Reviewed by Deborah Klugman
Before taking her vows and founding a new religious order, St. Clare of Assisi was a privileged young woman privy to all the perks and pleasures of the wealthy elite in 13th century Italy. All that changed after she heard, then heeded, the preaching of her fellow townsperson, Francis — like herself, a rich kid before he got religion and became famous as a practitioner of poverty and advocate for the poor. Historical anecdote reports that teenage Clare defied her father, who actively objected to her choice of vocation, by clinging to a church altar as he tried to wrest her away. She won out over her family’s pleas to return home, and later became the founder and abbess of her own order, gaining such favor in ecclesiastical circles that she was canonized within two years of her death.
But POOR CLARE, playwright Chiara Atik’s incisive and entertaining play having a world premiere at The Echo Theatre in Atwater, makes no mention of Dad or the altar incident. A woman-centered narrative beautifully molded by director Alana Dietze, it eschews melodrama and the portrayal of historic events in favor of Atik’s sardonic but ultimately purposeful account of the title character’s passage from a kind of clueless 13th century “Valley Girl” to a principled devotee of charitable works and humble living.
When we meet Clare (Jordan Hull), she’s having her hair coiffed by not one but two gossipy servants (Kari Lee Cartwright and Martica De Cardenas). Clare’s a nice gal– not peremptory or arrogant as some rich indulged girls might be; she’s courteous with her maids and convivially joins in their chitchat. She and her sister Beatrice (Donna Zadeh) might engage in some minor sibling rivalry, but overall they are loving and supportive of each other. And Clare’s mom Ortolana (Ann Noble) is an enlightened parent of a sort; no stay-at-home housewife, she’s made personal pilgrimages to the Holy Land and interacted with those less fortunate than herself and gained (what she considers) personal insight from the experience. One’s impression on the whole is that of an amiable group of people, well-intentioned but cloistered by their wealth, rather like certain strata of the American middle class.
Indeed, the root charm of Atik’s play is her juxtaposition of a medieval setting with contemporary lingo; these characters may inhabit a time and place that is eight hundred years in the past, but they also are recognizable as people we know.
That includes Francis (Michael Sturgis) in his pre-sainthood days. He’s an odd bird who appears in the town square one day and strips naked in front of the local bishop as a protest against wealth inequality. He’s intelligent, intrepid and weirdly insecure, the smart rich kid whose life’s work is tearing the system down. Then there’s the Beggar (Tony DeCarlo) whom Clare initially ignores when she passes him on the street, much as we do the homeless today. Ever present and ubiquitous, he’s an emissary for the impoverished and oppressed down through history,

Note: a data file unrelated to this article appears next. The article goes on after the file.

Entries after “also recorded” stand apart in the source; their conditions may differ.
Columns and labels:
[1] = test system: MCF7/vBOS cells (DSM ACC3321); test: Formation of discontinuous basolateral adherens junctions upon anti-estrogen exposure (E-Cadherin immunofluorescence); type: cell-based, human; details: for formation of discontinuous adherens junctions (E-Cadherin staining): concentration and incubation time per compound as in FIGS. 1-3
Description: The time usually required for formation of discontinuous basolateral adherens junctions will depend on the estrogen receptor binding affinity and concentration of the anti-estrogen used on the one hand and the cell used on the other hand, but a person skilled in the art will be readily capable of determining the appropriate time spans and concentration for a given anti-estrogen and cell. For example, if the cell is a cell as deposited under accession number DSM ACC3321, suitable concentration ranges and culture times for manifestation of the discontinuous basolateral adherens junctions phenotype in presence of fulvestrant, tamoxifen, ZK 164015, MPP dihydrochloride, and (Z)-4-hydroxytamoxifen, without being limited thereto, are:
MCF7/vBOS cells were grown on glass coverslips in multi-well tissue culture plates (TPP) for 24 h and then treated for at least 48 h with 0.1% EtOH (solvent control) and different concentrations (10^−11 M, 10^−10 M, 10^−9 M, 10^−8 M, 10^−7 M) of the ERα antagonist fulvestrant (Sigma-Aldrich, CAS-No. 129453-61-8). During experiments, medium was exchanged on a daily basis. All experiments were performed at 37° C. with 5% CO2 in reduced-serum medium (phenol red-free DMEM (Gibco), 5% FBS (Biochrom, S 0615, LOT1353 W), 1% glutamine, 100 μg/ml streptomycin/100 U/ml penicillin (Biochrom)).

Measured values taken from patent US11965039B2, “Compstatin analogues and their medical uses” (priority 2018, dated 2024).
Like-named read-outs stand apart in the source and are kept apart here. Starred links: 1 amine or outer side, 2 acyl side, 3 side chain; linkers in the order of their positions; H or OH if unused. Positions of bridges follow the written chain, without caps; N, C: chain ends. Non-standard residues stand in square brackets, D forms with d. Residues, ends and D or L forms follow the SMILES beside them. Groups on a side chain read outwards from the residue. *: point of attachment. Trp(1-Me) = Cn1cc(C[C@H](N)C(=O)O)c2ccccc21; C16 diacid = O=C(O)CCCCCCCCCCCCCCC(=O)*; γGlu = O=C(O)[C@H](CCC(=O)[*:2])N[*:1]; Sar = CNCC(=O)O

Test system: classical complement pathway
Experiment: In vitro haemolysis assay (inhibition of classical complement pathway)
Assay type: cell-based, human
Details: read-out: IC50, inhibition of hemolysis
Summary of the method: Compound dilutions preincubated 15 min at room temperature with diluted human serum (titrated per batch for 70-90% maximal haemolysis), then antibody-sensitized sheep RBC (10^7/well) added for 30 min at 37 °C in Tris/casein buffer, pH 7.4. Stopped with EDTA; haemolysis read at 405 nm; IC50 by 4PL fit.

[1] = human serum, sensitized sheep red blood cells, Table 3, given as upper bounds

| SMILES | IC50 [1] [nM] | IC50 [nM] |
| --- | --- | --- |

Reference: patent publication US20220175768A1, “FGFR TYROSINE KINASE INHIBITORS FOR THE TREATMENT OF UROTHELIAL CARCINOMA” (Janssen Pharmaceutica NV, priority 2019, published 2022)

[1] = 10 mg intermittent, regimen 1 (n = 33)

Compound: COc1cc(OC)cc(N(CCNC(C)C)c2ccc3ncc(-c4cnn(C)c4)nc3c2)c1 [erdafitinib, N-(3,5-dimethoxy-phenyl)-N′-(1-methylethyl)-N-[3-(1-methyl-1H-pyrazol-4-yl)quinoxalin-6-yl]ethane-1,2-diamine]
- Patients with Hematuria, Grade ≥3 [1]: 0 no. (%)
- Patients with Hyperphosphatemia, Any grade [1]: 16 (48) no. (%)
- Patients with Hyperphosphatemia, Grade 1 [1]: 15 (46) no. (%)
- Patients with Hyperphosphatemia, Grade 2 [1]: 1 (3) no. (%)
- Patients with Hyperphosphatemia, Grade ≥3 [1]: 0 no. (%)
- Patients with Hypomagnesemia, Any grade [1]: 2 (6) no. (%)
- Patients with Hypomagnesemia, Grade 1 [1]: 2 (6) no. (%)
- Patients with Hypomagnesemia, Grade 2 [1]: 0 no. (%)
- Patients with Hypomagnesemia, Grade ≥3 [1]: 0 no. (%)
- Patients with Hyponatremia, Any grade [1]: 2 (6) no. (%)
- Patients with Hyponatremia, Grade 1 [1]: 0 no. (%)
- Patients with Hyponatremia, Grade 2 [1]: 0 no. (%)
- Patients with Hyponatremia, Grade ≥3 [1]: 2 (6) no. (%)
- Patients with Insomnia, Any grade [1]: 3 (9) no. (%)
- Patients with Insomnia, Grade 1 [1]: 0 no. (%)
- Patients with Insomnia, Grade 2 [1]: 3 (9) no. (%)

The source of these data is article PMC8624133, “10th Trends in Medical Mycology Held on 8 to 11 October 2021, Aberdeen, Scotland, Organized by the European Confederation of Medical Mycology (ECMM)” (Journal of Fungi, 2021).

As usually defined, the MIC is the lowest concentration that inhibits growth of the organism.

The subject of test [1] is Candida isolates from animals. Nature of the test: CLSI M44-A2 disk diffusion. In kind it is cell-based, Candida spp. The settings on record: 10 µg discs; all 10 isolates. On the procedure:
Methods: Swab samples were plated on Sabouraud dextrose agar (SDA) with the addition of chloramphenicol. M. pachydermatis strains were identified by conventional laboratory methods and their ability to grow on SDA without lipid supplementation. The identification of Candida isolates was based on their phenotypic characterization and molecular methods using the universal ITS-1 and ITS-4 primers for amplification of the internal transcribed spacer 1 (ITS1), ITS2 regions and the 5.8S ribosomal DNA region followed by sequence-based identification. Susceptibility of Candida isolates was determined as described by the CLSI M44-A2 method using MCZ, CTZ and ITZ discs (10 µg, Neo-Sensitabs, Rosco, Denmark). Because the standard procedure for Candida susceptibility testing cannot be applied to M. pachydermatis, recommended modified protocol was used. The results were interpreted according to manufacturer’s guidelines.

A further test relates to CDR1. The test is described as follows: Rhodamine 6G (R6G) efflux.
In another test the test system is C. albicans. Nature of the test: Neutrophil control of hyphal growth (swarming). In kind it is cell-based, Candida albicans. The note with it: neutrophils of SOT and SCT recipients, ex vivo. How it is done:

All the production elements work in harmony to suggest the wealth and privilege of the Italian upper classes of the period in contrast to the dark spare living conditions of everyone else. Scenic designer Amanda Knehans frames Clare’s early years with an elegant tasteful backdrop that features wood-paneled walls with gilded trim and gothic patterns, which Azra King-Abadi’s and layered subtle lighting design enhances. Dianne K. Graebner costumes, especially the sumptuous dresses for Clare and Beatrice, are a treat, while the same may be said for the complementary wig and hair design by Klint Flowers. It all adds up to a colorful elaboration of a great story, spun in an intimate theater.
The acting is uniformly good, though there’s a whiff of sitcom in the back-and-forth in some of the earlier scenes, likely to fade as the run continues and the performances deepen. In the lead, Hull is a revelation, transforming in the course of the evening from an attractive youthful presence — her Clare when we meet her is a fun-loving person with superficial cares — to a woman of substance. There’s a split second when, talking with Francis, she finally grasps his explanation of how the socio-political system of economic injustice self-perpetuates, and in that subtle gem of a moment we glimpse both what the character and the actress portraying her are capable of.
Noble wears the role of gracious matron and solicitous parent as snugly as a glove. Zadeh’s sisterly scenes with Clare, along with Cartwright and De Cardenas as servants who have absorbed the perspective of their employers, all have an authentic ring. Sturgis, an actor who understands madness and obsession (I get that from other roles I’ve seen him in) is on track for a definitive portrait of an unusual man who segues into history. And DeCarlo is on point as the embodiment of the resigned-to-abuse lower classes.
If I had any suggestions to make, it would be for the playwright to finesse the ending, which relays the message of the play with a punch but is such a radical departure in style from what’s gone before as to seem jarring and inorganic.
The Echo Theatre Company at Atwater Village Theatre, 3269 Casitas Ave. L.A.; Fri.-Sat. and Mon., 8 p.m., Sun. 4 p.m., through Nov. 29. Tickets: 310-307-3753 or www.EchoTheaterCompany.com
Photo (above) credit: Cooper Bates
Actors: Michael Sturgis and Jordan Hull
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